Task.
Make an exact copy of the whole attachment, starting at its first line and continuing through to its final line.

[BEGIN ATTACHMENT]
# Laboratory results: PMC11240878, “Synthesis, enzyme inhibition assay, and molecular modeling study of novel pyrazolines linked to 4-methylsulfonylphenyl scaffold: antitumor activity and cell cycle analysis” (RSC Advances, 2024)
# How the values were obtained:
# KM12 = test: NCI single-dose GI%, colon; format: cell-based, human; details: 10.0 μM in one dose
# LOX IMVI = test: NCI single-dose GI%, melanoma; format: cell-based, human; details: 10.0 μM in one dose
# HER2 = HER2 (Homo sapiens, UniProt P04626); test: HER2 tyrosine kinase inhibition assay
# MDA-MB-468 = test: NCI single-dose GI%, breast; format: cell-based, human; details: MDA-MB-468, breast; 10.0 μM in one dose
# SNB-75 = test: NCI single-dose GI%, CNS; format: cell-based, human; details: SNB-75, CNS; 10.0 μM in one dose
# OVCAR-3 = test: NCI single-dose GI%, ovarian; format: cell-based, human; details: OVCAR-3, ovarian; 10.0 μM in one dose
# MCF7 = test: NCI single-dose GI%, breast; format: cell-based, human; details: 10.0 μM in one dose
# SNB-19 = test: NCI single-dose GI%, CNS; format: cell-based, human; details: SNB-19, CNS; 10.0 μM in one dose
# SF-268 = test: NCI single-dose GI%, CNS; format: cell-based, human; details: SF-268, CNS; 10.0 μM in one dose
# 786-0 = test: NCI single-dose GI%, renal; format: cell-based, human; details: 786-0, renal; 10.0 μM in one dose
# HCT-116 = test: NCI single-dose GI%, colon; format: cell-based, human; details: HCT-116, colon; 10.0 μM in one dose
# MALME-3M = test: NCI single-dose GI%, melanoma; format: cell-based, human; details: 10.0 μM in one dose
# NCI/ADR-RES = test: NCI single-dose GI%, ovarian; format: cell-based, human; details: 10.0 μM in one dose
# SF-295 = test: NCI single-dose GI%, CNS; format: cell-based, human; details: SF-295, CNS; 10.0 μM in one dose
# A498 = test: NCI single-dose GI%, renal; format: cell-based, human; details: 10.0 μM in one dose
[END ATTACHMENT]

# Laboratory results: PMC11240878, “Synthesis, enzyme inhibition assay, and molecular modeling study of novel pyrazolines linked to 4-methylsulfonylphenyl scaffold: antitumor activity and cell cycle analysis” (RSC Advances, 2024)
# How the values were obtained:
# KM12 = test: NCI single-dose GI%, colon; format: cell-based, human; details: 10.0 μM in one dose
# LOX IMVI = test: NCI single-dose GI%, melanoma; format: cell-based, human; details: 10.0 μM in one dose
# HER2 = HER2 (Homo sapiens, UniProt P04626); test: HER2 tyrosine kinase inhibition assay
# MDA-MB-468 = test: NCI single-dose GI%, breast; format: cell-based, human; details: MDA-MB-468, breast; 10.0 μM in one dose
# SNB-75 = test: NCI single-dose GI%, CNS; format: cell-based, human; details: SNB-75, CNS; 10.0 μM in one dose
# OVCAR-3 = test: NCI single-dose GI%, ovarian; format: cell-based, human; details: OVCAR-3, ovarian; 10.0 μM in one dose
# MCF7 = test: NCI single-dose GI%, breast; format: cell-based, human; details: 10.0 μM in one dose
# SNB-19 = test: NCI single-dose GI%, CNS; format: cell-based, human; details: SNB-19, CNS; 10.0 μM in one dose
# SF-268 = test: NCI single-dose GI%, CNS; format: cell-based, human; details: SF-268, CNS; 10.0 μM in one dose
# 786-0 = test: NCI single-dose GI%, renal; format: cell-based, human; details: 786-0, renal; 10.0 μM in one dose
# HCT-116 = test: NCI single-dose GI%, colon; format: cell-based, human; details: HCT-116, colon; 10.0 μM in one dose
# MALME-3M = test: NCI single-dose GI%, melanoma; format: cell-based, human; details: 10.0 μM in one dose
# NCI/ADR-RES = test: NCI single-dose GI%, ovarian; format: cell-based, human; details: 10.0 μM in one dose
# SF-295 = test: NCI single-dose GI%, CNS; format: cell-based, human; details: SF-295, CNS; 10.0 μM in one dose
# A498 = test: NCI single-dose GI%, renal; format: cell-based, human; details: 10.0 μM in one dose